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Posted Mar 25, 2010

Oracle Database 11gR2: Building an ASM Clustered File System (ACFS) - Page 3

By Jim Czuprynski

Managing ACFS: The ACFSUTIL Utility

I can verify the status of any ACFS-controlled mount point with the acfsutil command-line utility. For example, the acfsutil info fs command shows me the current state of the existing ACFS file system, including where and how it’s been mounted, its current availability, how much free disk space is available, whether any software redundancy is in place, and even the stripe size used:

#> acfsutil info fs
    ACFS Version:
    flags:        MountPoint,Available
    mount time:   Sun Mar  7 22:56:43 2010
    volumes:      1
    total size:   6442450944
    total free:   6391668736
    primary volume: /dev/asm/acfs_db1-152
        flags:                 Primary,Available,ADVM
        on-disk version:       39.0
        allocation unit:       4096
        major, minor:          252, 77825
        size:                  6442450944
        free:                  6391668736
        ADVM diskgroup         ACFS
        ADVM resize increment: 268435456
        ADVM redundancy:       unprotected
        ADVM stripe columns:   4
        ADVM stripe width:     131072
    number of snapshots:  0
    snapshot space usage: 0

Listing 2.2 shows a detailed list of acfsutil commands that are currently available. I’m going to dive much deeper into acfsutil in the next article in this series when I demonstrate how to create an ACFS file system snapshot (FSS) for faster patching of Oracle homes with virtually zero downtime.

Mounting an ACFS File System Automatically After Server Reboot. As you can see from my invocation of the Linux ls command below, the new ACFS file system is actually not yet mounted:

#> ls -la /u01/app/oracle/acsfmounts/*
total 8
drwxr-x--- 2 oracle dba 4096 Mar  7 22:54 .
drwxr-x--- 3 oracle dba 4096 Mar  7 22:54 ..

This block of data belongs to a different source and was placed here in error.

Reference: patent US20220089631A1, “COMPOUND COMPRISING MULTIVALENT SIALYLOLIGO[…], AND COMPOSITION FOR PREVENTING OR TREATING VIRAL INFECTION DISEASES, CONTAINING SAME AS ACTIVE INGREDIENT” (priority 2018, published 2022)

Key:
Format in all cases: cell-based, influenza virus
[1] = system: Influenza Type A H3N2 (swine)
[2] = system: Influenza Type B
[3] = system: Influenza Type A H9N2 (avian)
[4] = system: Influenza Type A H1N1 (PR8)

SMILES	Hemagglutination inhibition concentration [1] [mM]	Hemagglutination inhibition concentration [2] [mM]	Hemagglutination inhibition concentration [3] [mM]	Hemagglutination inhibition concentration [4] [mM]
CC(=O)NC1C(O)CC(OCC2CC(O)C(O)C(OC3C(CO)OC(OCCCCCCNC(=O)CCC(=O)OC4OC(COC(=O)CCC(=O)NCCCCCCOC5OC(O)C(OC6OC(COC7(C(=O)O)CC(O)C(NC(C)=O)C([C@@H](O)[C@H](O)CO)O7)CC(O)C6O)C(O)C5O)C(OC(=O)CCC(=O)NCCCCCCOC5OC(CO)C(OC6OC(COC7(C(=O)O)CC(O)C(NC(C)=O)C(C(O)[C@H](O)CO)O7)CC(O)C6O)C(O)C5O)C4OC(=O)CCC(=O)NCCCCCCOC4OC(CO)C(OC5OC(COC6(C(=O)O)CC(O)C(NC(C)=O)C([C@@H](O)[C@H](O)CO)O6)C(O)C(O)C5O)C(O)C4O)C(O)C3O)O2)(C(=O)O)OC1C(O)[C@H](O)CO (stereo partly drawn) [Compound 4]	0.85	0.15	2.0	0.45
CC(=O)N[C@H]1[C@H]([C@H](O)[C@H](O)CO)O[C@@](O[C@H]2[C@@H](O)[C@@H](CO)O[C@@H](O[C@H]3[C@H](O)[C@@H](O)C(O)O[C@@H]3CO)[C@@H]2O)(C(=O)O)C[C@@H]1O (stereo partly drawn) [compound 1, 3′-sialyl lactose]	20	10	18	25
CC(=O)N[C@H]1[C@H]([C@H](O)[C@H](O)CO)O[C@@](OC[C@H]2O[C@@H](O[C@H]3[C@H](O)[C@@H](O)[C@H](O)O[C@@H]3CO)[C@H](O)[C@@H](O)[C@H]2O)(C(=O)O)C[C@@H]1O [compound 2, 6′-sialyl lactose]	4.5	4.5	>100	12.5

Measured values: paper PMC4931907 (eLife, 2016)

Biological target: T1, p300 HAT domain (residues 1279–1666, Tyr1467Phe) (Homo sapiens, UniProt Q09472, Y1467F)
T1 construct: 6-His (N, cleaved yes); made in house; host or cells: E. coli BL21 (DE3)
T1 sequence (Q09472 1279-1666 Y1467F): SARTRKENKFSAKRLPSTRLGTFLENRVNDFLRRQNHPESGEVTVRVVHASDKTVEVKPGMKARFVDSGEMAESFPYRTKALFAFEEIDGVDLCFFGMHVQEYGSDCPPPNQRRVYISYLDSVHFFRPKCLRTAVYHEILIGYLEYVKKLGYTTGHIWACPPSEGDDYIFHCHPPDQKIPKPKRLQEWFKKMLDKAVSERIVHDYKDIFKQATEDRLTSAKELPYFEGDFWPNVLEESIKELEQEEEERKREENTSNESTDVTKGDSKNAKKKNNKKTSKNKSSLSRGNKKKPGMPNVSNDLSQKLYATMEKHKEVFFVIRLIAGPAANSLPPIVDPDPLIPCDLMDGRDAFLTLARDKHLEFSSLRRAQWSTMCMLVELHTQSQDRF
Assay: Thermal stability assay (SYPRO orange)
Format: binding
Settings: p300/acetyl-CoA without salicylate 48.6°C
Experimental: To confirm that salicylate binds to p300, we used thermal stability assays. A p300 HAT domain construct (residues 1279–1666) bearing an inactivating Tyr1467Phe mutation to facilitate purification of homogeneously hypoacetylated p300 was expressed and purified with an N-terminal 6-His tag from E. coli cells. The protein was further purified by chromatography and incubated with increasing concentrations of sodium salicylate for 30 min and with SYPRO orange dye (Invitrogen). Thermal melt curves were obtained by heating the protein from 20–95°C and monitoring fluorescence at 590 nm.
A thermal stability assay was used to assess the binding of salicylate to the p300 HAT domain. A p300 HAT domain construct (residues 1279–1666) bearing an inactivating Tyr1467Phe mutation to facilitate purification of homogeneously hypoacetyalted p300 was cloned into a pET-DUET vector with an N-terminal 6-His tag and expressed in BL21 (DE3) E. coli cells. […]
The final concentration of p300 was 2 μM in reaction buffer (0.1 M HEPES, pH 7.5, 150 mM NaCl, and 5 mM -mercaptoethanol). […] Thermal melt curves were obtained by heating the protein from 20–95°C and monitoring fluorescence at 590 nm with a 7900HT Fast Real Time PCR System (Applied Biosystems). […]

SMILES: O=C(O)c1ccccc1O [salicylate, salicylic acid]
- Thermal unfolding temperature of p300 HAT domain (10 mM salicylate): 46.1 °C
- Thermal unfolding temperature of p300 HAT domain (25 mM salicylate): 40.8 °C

To mount this new ACFS file system at the appropriate mount point, I’ll simply invoke the mount command as the root user, but note that for the first time, I’ll specify a new file system type of acfs:

#> mount -t acfs /dev/asm/acfs_db1-152 /u01/app/oracle/acsfmounts/acfs_db1/

#> mount
/dev/sda1 on / type ext3 (rw)
proc on /proc type proc (rw)
sysfs on /sys type sysfs (rw)
devpts on /dev/pts type devpts (rw,gid=5,mode=620)
/dev/sda3 on /tmp type ext3 (rw)
tmpfs on /dev/shm type tmpfs (rw)
/dev/sdb1 on /u01/app/oracle/product type ext3 (rw)
/dev/sdc1 on /stage type ext3 (rw)
/dev/sdd1 on /u01/app/oracle/oradata type ext3 (rw)
/dev/sdh1 on /u01/app/oracle/oraFRA type ext3 (rw)
/dev/sdi2 on /DONTTOUCH type ext3 (rw)
/dev/mapper/vg1-lvfra on /u01/app/flash_recovery_area type ext3 (rw)
none on /proc/sys/fs/binfmt_misc type binfmt_misc (rw)
.host:/ on /mnt/hgfs type vmhgfs (rw,ttl=1)
none on /proc/fs/vmblock/mountPoint type vmblock (rw)
sunrpc on /var/lib/nfs/rpc_pipefs type rpc_pipefs (rw)
oracleasmfs on /dev/oracleasm type oracleasmfs (rw)
/dev/asm/acfs_db1-152 on /u01/app/oracle/acsfmounts/acfs_db1 type acfs (rw)

And one other thing that I must not forget to do before I reboot my server: I’ll need to add an entry to my server’s /etc/fstab configuration file to insure that my eventual new Oracle 11gR2 database home is actually mounted before I attempt to start the database within that home: